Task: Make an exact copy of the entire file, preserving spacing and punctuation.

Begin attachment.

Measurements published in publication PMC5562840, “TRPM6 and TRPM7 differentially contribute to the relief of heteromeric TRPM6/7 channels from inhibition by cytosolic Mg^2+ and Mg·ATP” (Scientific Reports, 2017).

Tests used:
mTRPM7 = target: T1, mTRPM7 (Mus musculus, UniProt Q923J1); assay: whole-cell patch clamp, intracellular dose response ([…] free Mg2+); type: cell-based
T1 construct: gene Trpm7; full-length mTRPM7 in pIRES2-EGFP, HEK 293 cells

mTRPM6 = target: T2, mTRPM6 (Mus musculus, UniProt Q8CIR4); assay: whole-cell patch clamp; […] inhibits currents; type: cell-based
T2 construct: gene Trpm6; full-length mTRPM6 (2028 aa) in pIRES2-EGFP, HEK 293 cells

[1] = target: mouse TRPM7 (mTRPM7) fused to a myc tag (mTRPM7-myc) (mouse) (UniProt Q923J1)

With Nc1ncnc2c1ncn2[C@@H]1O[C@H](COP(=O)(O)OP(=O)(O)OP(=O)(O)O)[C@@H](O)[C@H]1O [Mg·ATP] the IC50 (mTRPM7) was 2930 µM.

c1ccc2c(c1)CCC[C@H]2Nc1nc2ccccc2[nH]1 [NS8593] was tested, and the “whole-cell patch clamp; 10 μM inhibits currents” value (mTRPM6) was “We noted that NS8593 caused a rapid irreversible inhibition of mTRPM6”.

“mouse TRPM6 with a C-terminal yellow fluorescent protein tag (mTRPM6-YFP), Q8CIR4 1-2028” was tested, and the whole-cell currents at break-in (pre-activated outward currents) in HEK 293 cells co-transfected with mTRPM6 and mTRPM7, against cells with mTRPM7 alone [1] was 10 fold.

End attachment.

Measurements published in publication PMC5562840, “TRPM6 and TRPM7 differentially contribute to the relief of heteromeric TRPM6/7 channels from inhibition by cytosolic Mg^2+ and Mg·ATP” (Scientific Reports, 2017).

Tests used:
mTRPM7 = target: T1, mTRPM7 (Mus musculus, UniProt Q923J1); assay: whole-cell patch clamp, intracellular dose response ([…] free Mg2+); type: cell-based
T1 construct: gene Trpm7; full-length mTRPM7 in pIRES2-EGFP, HEK 293 cells

mTRPM6 = target: T2, mTRPM6 (Mus musculus, UniProt Q8CIR4); assay: whole-cell patch clamp; […] inhibits currents; type: cell-based
T2 construct: gene Trpm6; full-length mTRPM6 (2028 aa) in pIRES2-EGFP, HEK 293 cells

[1] = target: mouse TRPM7 (mTRPM7) fused to a myc tag (mTRPM7-myc) (mouse) (UniProt Q923J1)

With Nc1ncnc2c1ncn2[C@@H]1O[C@H](COP(=O)(O)OP(=O)(O)OP(=O)(O)O)[C@@H](O)[C@H]1O [Mg·ATP] the IC50 (mTRPM7) was 2930 µM.

c1ccc2c(c1)CCC[C@H]2Nc1nc2ccccc2[nH]1 [NS8593] was tested, and the “whole-cell patch clamp; 10 μM inhibits currents” value (mTRPM6) was “We noted that NS8593 caused a rapid irreversible inhibition of mTRPM6”.

“mouse TRPM6 with a C-terminal yellow fluorescent protein tag (mTRPM6-YFP), Q8CIR4 1-2028” was tested, and the whole-cell currents at break-in (pre-activated outward currents) in HEK 293 cells co-transfected with mTRPM6 and mTRPM7, against cells with mTRPM7 alone [1] was 10 fold.